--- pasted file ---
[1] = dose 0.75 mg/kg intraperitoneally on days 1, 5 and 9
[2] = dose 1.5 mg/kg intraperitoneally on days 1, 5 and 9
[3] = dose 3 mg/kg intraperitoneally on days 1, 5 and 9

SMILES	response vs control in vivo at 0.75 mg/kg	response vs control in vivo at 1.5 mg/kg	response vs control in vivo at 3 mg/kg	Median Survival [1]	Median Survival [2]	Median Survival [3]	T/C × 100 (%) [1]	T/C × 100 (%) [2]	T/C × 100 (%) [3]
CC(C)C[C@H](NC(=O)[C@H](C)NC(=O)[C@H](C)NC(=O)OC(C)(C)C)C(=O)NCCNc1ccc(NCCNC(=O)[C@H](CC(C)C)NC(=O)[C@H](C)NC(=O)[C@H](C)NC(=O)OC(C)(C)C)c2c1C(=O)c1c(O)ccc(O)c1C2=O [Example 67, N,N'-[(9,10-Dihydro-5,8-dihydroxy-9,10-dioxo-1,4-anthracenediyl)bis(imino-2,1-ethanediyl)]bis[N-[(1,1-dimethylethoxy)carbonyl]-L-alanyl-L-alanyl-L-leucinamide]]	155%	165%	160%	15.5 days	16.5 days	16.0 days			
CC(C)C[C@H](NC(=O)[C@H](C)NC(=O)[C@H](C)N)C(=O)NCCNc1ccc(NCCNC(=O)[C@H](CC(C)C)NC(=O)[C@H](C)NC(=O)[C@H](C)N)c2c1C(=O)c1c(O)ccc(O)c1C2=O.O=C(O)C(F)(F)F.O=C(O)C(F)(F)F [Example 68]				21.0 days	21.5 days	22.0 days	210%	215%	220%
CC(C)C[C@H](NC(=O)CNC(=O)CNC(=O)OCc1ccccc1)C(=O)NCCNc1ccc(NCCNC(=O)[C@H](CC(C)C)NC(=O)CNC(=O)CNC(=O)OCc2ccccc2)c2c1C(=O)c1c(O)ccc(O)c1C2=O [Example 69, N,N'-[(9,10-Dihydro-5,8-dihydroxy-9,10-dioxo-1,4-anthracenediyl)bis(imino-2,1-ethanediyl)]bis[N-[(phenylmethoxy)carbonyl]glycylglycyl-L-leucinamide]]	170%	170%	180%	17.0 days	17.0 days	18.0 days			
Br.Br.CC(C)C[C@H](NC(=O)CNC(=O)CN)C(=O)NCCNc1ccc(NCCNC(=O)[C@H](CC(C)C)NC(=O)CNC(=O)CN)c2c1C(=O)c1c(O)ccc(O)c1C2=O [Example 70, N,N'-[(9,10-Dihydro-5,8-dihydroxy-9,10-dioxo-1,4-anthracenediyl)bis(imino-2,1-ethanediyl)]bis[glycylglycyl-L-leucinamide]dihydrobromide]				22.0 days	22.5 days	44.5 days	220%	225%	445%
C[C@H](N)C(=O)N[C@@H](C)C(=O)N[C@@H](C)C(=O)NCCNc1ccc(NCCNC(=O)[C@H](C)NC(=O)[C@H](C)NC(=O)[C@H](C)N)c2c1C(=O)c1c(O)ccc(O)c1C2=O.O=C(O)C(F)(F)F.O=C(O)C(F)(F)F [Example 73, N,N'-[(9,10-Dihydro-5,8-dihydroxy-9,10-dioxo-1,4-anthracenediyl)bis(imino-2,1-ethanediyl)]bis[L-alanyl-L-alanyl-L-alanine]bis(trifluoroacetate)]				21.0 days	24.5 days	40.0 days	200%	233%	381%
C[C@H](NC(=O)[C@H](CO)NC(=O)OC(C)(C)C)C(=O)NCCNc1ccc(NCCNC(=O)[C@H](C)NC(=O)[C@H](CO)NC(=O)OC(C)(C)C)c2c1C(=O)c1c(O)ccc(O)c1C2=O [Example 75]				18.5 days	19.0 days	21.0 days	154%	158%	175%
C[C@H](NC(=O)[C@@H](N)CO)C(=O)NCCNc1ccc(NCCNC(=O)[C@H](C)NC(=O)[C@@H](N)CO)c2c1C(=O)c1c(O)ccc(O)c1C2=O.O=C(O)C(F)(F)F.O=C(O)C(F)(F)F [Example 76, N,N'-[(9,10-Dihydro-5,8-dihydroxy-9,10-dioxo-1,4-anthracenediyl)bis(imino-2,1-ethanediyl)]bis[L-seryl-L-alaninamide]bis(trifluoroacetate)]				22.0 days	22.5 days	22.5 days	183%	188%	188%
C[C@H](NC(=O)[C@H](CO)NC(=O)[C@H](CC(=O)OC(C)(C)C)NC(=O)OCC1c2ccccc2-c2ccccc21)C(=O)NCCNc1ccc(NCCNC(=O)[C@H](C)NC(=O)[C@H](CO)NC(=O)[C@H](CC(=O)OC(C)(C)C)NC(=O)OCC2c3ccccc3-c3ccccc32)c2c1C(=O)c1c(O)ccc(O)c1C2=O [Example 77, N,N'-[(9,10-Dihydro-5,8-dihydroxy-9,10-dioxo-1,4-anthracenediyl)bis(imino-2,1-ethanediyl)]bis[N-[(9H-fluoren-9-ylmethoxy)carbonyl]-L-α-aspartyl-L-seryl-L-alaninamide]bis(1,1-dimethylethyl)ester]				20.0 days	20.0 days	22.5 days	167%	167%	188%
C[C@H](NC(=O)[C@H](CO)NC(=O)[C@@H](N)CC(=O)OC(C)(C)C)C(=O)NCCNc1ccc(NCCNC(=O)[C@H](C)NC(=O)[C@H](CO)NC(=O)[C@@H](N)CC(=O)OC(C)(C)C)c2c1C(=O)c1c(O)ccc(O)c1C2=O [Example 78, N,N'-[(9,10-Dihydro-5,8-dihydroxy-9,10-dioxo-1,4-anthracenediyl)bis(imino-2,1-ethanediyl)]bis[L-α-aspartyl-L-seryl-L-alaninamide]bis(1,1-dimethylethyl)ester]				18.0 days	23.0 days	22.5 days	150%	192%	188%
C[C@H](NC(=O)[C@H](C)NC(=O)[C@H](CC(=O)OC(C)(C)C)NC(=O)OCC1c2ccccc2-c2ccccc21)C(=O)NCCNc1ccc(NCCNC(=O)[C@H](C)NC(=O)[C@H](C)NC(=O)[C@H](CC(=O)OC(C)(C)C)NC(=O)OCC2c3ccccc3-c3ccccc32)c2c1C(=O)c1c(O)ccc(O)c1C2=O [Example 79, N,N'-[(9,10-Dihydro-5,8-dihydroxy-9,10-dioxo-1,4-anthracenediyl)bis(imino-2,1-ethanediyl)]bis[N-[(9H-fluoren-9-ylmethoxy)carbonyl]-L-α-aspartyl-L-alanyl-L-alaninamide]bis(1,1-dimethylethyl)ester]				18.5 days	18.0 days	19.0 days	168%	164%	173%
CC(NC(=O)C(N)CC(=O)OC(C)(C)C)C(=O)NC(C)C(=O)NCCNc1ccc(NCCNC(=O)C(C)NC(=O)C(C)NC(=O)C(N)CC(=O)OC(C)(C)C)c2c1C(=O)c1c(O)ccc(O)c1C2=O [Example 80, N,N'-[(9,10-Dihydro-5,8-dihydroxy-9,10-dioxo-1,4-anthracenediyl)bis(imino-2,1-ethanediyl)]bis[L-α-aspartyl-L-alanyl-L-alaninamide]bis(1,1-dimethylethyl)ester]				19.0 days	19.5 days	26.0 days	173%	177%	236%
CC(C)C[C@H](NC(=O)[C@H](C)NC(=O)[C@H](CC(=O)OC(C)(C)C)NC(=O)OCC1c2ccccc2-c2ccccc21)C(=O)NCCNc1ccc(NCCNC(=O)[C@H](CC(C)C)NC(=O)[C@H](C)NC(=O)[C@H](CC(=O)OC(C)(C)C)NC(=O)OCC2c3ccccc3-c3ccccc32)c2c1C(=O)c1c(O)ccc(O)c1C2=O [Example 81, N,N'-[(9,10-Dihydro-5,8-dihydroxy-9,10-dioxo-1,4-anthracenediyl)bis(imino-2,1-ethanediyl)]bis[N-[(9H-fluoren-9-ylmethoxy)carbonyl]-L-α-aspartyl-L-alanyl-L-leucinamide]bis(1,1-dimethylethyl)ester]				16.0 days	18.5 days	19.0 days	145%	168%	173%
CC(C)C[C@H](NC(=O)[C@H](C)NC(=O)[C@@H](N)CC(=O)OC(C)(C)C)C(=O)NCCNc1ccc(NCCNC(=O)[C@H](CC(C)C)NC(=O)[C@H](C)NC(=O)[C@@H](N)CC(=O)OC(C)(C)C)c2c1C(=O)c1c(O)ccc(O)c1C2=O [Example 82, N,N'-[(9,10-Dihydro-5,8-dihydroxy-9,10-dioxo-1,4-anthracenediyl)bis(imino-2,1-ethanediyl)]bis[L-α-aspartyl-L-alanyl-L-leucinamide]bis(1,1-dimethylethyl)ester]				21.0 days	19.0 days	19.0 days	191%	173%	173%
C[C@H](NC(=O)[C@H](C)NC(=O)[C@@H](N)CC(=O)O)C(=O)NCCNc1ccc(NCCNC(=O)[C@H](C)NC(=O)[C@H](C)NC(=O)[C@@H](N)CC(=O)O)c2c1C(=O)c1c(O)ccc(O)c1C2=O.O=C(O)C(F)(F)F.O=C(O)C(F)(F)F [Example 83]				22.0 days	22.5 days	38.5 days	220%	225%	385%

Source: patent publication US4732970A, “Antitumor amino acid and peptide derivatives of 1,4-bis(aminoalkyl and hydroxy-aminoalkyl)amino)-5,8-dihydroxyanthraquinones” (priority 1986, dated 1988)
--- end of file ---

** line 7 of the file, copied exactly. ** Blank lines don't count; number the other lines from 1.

CC(C)C[C@H](NC(=O)CNC(=O)CNC(=O)OCc1ccccc1)C(=O)NCCNc1ccc(NCCNC(=O)[C@H](CC(C)C)NC(=O)CNC(=O)CNC(=O)OCc2ccccc2)c2c1C(=O)c1c(O)ccc(O)c1C2=O [Example 69, N,N'-[(9,10-Dihydro-5,8-dihydroxy-9,10-dioxo-1,4-anthracenediyl)bis(imino-2,1-ethanediyl)]bis[N-[(phenylmethoxy)carbonyl]glycylglycyl-L-leucinamide]]	170%	170%	180%	17.0 days	17.0 days	18.0 days			